There is a disconnect in Australia between popular and elite views on the implications of the US presidential election for Australia’s national interests.
The 2008 Lowy Institute Poll revealed Australians favour Barack Obama over John McCain by nearly five to one. On the other hand, many prominent foreign policy experts appear not to like the cut of Obama’s jib, and have come close to endorsing his rival.
One reason for this may be the depth of the candidates’ personal connections to this country. McCain has deeper familial connections, which mirror the shared military history of our two countries. Some of his advisers, such as Richard Armitage, are extremely well known here. These links can be important in the competitive Washington environment.
But there is a tendency in our debate to over-analyse a candidate’s encounters with Australia for deeper meaning. If a country has global interests and aspires to play in global debates, it needs to take a broader view of where its interests lie.
Would our interests be better served by an Obama or a McCain victory? There are a number of questions of particular relevance to Australia to be considered – as well as another, more general, issue.
Contrary to public perception, McCain is the more alliance-focused of the candidates, at least when it comes to the Asia-Pacific. Alliances are at the centre of his Asia vision. In discussing the region, he typically starts with Washington’s alliances with countries such as Japan, South Korea and Australia.
McCain also draws a bright line between treaty allies and other Asian powers, emphasising that alliances are not only guided by interests but “rooted in the norms and values we hold in common”, whereas Obama sometimes brackets alliances with other, less intimate relationships. McCain would probably afford extra attention to Asia-Pacific allies, including Australia, but he may well also demand more of them.
The candidates differ on China. McCain and Obama hold to the “Spiderman doctrine” – that with China’s great power comes great responsibility – and they call Beijing on bad behaviour in the Security Council and elsewhere.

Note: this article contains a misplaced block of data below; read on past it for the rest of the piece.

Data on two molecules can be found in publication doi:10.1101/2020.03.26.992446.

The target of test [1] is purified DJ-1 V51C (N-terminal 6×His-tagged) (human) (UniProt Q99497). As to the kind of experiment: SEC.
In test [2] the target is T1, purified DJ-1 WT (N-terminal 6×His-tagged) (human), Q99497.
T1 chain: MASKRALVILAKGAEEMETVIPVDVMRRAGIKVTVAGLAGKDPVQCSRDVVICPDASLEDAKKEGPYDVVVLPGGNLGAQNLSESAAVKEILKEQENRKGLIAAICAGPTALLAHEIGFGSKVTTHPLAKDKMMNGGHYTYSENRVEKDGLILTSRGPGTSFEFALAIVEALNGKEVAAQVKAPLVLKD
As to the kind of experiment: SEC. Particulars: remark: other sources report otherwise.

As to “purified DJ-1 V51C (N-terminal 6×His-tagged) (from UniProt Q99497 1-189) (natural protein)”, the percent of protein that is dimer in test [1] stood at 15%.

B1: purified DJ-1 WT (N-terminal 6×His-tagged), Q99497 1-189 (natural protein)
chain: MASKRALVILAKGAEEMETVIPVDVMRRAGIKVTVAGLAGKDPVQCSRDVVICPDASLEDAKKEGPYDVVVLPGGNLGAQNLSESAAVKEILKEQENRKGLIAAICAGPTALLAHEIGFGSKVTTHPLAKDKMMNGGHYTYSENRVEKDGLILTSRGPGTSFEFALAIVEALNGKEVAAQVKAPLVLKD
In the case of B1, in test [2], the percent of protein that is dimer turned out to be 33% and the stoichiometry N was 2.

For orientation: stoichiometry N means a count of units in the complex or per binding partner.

Both argue for a US strategy that combines engagement and balancing, but McCain’s distrust of non-democracies and his concern with the regional distribution of power would restrict the level of engagement. A McCain administration would be warier of Beijing than an Obama administration, which would be closer to the engagement end of the spectrum.
Obama’s knowledge of and interest in Indonesia is highly unusual among American politicians: he devotes much of his foreign policy chapter in The Audacity of Hope to a rich description of a country that he has said “was for me, as a young boy, a magical place”. Given that Australian governments of both colours have tried over many years to get Washington to pay proper attention to Jakarta, this presents Canberra with an opportunity.
McCain and Obama would probably adopt different stances on the development of new regional institutions, a topic close to Kevin Rudd’s heart. McCain has said nice things about Rudd’s plan for an inclusive Asia-Pacific Community, but Obama’s emphasis on interests over values may make him a more enthusiastic supporter of the idea.
As Australian observers have noted, McCain is a more consistent free trader than Obama. But although Obama’s free-market rhetoric has slipped during the race, it is hard to paint him as a protectionist. Everything we know about him – his comfort with globalisation, his preference for multilateralism, the identity of his economic advisers – points in the opposite direction.
Furthermore, given the importance of Congress on trade, the operative question is not really which candidate is purer, but rather who would be in a better position to tone down the protectionist impulses of the next Congress, which is likely to be strongly Democratic.
The final question is, in many ways, the most important: what kind of global grand strategy would these candidates run as president? Perhaps Australia’s fortunes do not exactly rise and fall with America’s, but there is a strong connection between the two – not least because a century of diplomatic and military practice says that Australia is likely to be entangled in any major military actions ordered by the next administration.
McCain would be more aggressive in the propagation of American values than Obama. He would be more unilateral, readier to confront US adversaries, more focused on interstate competition and probably more likely to use force. Temperamentally, Obama is deliberate and conciliatory whereas McCain is bold and unpredictable. The election of either man would shift international perceptions of the US, but Obama would shift them more.
Obama offers hope and McCain offers glory. After eight years of the Bush Administration, most Australians would, if they had a vote, cast it for hope.
[The resignation of assistant secretary of state for European and Eurasian affairs Wess Mitchell] is surprising news, which seems to have caught everyone off guard. He doesn’t appear to have shared this news with his ambassadors, who were in Washington last week for a global chiefs of mission conference. His deputy is also slated to retire soon, which raises question of near term leadership on European policy at a time of challenges there.
[Wess] Mitchell was a strong supporter of NATO, particularly in Eastern Europe where he will be sorely missed. His departure comes follows the resignation of senior Pentagon officials – Robert Karem and Tom Goffus – working on NATO along with Secretary Mattis. Without this pro-alliance caucus, NATO is now more vulnerable than at any time since the beginning of the Trump administration.